Exposure to asbestos – a naturally occurring fibrous mineral – can cause a number of serious health issues. It has been established as a carcinogen because one of the most common illnesses it causes is mesothelioma, a fatal lung cancer.
Those who contract an asbestos-related illness and want to hold someone liable would do so through a personal injury lawsuit. In the case where someone passes away, their family can file a wrongful death lawsuit on their behalf. Anytime that an injured person or their surviving family wants to hold someone responsible, they would need to do so under negligence laws.
Negligence is a nationally recognized part of personal injury law that, while differs slightly from state to state, is fairly straightforward. There are four components in determining negligence, according to the personal injury attorneys at Hill Law Firm. If evidence of negligence exists, then a lawsuit can proceed.
The first component is duty of care, meaning that it must be established that the party in question had a duty to the victim. This means that the defendant has a legal obligation to treat the plaintiff with care. If duty of care is established, then the question becomes whether that duty was breached. The third step is to confirm that a breach of duty is specifically what caused the injury or illness. Finally, it must be established that there are damages from this injury, such as medical bills or lost wages.
Let’s take a closer look at who could be held liable in various situations where asbestos exposure occurs.
Asbestos Exposure at Work
Workplaces are the most common setting for asbestos exposure. This is because most health issues from asbestos only develop after long periods of repeated exposure. Occupations that involve exposure to asbestos on a daily or weekly basis are hotspots for where asbestos diseases are developed.
Some of the occupations with high amounts of asbestos exposure include drywall installers, pipe fitters, HVAC workers, carpenters, power plant workers, and Navy seamen.
So, can your employer be held liable for workplace asbestos exposure? You would need to prove, with clear evidence, that your employer was aware of the asbestos and failed to provide adequate warning or protective gear. Employers can also be held liable in cases where asbestos followed an employee home on their clothes and infected their loved one(s).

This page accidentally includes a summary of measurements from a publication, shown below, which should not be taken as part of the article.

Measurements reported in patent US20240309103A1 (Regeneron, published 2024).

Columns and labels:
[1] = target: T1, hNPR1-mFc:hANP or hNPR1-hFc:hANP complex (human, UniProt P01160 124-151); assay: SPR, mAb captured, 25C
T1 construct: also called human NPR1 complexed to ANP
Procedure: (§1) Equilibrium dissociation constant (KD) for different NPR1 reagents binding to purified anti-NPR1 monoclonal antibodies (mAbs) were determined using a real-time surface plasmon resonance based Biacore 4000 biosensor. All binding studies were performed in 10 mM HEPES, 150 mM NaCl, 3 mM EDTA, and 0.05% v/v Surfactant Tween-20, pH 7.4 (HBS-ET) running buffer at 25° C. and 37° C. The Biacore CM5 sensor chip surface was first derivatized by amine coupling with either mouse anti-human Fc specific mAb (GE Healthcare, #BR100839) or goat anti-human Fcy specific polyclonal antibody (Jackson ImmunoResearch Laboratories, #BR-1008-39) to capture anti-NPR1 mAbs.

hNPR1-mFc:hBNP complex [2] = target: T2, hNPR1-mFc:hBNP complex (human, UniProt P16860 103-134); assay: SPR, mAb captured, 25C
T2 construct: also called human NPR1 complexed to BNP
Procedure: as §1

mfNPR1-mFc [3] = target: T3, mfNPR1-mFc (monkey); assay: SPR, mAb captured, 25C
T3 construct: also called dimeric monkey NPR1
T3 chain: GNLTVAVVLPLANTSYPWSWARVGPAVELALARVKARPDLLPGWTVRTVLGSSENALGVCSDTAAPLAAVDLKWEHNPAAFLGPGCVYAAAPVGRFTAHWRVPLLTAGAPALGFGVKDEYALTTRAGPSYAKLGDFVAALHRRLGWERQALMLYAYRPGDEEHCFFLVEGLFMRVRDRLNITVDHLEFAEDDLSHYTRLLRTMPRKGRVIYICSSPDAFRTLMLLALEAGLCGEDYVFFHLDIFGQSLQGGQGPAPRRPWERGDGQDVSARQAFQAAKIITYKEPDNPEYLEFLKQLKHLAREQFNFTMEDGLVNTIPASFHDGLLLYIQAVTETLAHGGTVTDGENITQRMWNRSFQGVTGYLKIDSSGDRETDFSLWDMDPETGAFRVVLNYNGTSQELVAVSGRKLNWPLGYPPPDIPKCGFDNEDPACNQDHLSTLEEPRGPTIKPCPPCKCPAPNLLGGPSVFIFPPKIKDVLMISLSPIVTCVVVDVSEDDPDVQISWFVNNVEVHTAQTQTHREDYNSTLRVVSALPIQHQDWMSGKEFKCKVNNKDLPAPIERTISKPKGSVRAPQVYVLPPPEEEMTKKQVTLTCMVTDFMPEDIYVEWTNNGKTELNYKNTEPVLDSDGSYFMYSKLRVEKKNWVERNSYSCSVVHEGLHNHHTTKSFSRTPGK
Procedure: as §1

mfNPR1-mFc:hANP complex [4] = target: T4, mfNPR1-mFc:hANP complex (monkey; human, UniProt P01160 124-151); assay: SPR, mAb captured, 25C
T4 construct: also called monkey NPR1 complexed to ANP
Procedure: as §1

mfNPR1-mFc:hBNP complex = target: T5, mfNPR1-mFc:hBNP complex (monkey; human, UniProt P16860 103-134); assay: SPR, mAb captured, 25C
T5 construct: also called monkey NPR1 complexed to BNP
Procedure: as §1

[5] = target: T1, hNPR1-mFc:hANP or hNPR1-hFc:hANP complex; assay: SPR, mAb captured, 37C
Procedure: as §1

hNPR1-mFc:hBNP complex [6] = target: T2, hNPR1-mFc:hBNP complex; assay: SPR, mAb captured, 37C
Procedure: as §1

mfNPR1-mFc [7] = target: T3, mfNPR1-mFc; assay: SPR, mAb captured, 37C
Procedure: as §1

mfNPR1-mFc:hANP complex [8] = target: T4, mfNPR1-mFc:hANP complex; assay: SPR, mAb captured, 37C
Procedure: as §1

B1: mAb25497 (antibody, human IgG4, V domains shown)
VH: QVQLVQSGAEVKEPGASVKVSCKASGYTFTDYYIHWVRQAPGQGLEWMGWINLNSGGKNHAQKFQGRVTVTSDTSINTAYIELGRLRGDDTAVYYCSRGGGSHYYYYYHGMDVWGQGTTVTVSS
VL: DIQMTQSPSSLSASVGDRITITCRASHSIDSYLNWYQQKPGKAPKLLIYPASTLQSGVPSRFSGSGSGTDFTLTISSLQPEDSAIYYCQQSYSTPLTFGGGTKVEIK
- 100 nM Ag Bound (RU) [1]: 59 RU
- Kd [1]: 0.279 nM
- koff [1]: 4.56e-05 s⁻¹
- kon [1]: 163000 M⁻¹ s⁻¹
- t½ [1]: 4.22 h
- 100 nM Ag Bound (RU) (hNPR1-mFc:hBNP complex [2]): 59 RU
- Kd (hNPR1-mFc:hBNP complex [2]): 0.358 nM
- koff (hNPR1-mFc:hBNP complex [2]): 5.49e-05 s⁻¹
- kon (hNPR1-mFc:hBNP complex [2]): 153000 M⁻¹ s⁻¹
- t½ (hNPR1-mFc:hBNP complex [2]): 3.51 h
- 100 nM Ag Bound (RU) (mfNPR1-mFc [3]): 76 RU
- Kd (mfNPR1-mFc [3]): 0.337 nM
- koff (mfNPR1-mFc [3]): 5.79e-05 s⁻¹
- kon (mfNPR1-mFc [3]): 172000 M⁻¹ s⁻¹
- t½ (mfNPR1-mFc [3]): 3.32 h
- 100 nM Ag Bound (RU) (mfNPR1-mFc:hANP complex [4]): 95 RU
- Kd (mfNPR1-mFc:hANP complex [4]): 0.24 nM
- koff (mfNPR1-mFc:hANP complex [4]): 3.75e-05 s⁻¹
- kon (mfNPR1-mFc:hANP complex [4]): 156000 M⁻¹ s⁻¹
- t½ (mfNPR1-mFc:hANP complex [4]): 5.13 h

Another potentially liable party would be the product manufacturer who makes the asbestos-filled equipment being used at a job. An attorney will be able to investigate further and help determine liability. If you suspect that you are being exposed to asbestos at work or there is another unsafe situation occurring, you can make a complaint to OSHA.
Asbestos Exposure in the Navy
For many years, Naval ships were built using materials containing asbestos. Navy seaman who spent years on a boat may have been exposed to large amounts of asbestos, before anyone was aware of the dangers. But can you sue the military?
One way that victims in the Navy can get financial help is by applying for disability benefits through a VA claim. Another is to sue through the Jones Act, which protects Naval seamen who get injured on the job.
Another way that mesothelioma victims can get compensation is from an asbestos trust fund. These funds are established to pay asbestos-related claims on behalf of manufacturers or other entities who used asbestos in their products.
Asbestos Exposure at Home
Despite many old homes and apartments containing asbestos, it is highly unlikely to have enough exposure at home to get sick. Most asbestos is tucked up in the ceilings or drywall, and is not being inhaled on a daily basis. It’s only when doing construction that homeowners may be exposed to large amounts of asbestos, however, most contractors know about asbestos in homes and take precautions. Contracting an illness in this type of scenario is unlikely. In a case where construction workers inhaled a lot of asbestos while working on an old building, the property owners could potentially be responsible, but again this is rare.
A final way that someone may be exposed to asbestos outside of work is from a product, according to the asbestos attorneys at The Williams Law Firm, P.C.. Product liability claims exist for victims of product-related injuries, and some products still contain asbestos to this day. Some examples of products that may contain asbestos include chalkboards, ceiling tiles, talc powder, and paint. In this type of case, the company or manufacturer who made the product may be held liable. Like in all injury cases, strong evidence of negligence is required.